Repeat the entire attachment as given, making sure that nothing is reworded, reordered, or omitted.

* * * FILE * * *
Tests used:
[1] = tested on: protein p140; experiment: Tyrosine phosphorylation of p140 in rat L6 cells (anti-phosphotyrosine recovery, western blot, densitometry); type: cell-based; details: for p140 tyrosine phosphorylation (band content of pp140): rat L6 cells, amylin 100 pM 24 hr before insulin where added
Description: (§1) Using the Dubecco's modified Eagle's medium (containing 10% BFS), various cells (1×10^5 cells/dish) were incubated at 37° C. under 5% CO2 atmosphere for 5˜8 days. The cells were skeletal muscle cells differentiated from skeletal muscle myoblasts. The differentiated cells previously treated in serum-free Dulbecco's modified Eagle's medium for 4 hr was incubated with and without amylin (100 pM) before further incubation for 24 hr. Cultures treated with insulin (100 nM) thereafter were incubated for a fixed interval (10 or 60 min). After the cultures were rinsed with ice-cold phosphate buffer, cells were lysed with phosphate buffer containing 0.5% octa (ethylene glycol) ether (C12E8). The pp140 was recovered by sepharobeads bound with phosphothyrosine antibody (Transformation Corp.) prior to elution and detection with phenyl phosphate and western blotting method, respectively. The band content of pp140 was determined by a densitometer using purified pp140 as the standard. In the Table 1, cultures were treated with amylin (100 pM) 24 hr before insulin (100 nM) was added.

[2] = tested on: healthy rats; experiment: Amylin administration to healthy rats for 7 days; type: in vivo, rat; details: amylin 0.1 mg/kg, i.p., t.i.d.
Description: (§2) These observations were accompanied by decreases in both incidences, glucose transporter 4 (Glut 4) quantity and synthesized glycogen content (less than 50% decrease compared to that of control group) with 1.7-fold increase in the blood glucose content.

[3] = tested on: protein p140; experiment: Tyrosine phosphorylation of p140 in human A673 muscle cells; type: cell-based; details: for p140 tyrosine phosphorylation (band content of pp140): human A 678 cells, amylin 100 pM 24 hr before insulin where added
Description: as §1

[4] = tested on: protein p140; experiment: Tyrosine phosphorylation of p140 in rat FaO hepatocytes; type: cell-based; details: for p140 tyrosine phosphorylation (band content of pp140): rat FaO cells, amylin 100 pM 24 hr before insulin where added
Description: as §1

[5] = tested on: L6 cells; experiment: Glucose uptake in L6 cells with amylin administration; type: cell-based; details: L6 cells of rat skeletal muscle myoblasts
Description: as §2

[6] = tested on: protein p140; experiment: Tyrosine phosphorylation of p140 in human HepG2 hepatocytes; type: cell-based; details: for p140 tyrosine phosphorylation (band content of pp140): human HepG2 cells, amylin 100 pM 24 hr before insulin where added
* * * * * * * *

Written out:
Tests used:
[1] = tested on: protein p140; experiment: Tyrosine phosphorylation of p140 in rat L6 cells (anti-phosphotyrosine recovery, western blot, densitometry); type: cell-based; details: for p140 tyrosine phosphorylation (band content of pp140): rat L6 cells, amylin 100 pM 24 hr before insulin where added
Description: (§1) Using the Dubecco's modified Eagle's medium (containing 10% BFS), various cells (1×10^5 cells/dish) were incubated at 37° C. under 5% CO2 atmosphere for 5˜8 days. The cells were skeletal muscle cells differentiated from skeletal muscle myoblasts. The differentiated cells previously treated in serum-free Dulbecco's modified Eagle's medium for 4 hr was incubated with and without amylin (100 pM) before further incubation for 24 hr. Cultures treated with insulin (100 nM) thereafter were incubated for a fixed interval (10 or 60 min). After the cultures were rinsed with ice-cold phosphate buffer, cells were lysed with phosphate buffer containing 0.5% octa (ethylene glycol) ether (C12E8). The pp140 was recovered by sepharobeads bound with phosphothyrosine antibody (Transformation Corp.) prior to elution and detection with phenyl phosphate and western blotting method, respectively. The band content of pp140 was determined by a densitometer using purified pp140 as the standard. In the Table 1, cultures were treated with amylin (100 pM) 24 hr before insulin (100 nM) was added.

[2] = tested on: healthy rats; experiment: Amylin administration to healthy rats for 7 days; type: in vivo, rat; details: amylin 0.1 mg/kg, i.p., t.i.d.
Description: (§2) These observations were accompanied by decreases in both incidences, glucose transporter 4 (Glut 4) quantity and synthesized glycogen content (less than 50% decrease compared to that of control group) with 1.7-fold increase in the blood glucose content.

[3] = tested on: protein p140; experiment: Tyrosine phosphorylation of p140 in human A673 muscle cells; type: cell-based; details: for p140 tyrosine phosphorylation (band content of pp140): human A 678 cells, amylin 100 pM 24 hr before insulin where added
Description: as §1

[4] = tested on: protein p140; experiment: Tyrosine phosphorylation of p140 in rat FaO hepatocytes; type: cell-based; details: for p140 tyrosine phosphorylation (band content of pp140): rat FaO cells, amylin 100 pM 24 hr before insulin where added
Description: as §1

[5] = tested on: L6 cells; experiment: Glucose uptake in L6 cells with amylin administration; type: cell-based; details: L6 cells of rat skeletal muscle myoblasts
Description: as §2

[6] = tested on: protein p140; experiment: Tyrosine phosphorylation of p140 in human HepG2 hepatocytes; type: cell-based; details: for p140 tyrosine phosphorylation (band content of pp140): human HepG2 cells, amylin 100 pM 24 hr before insulin where added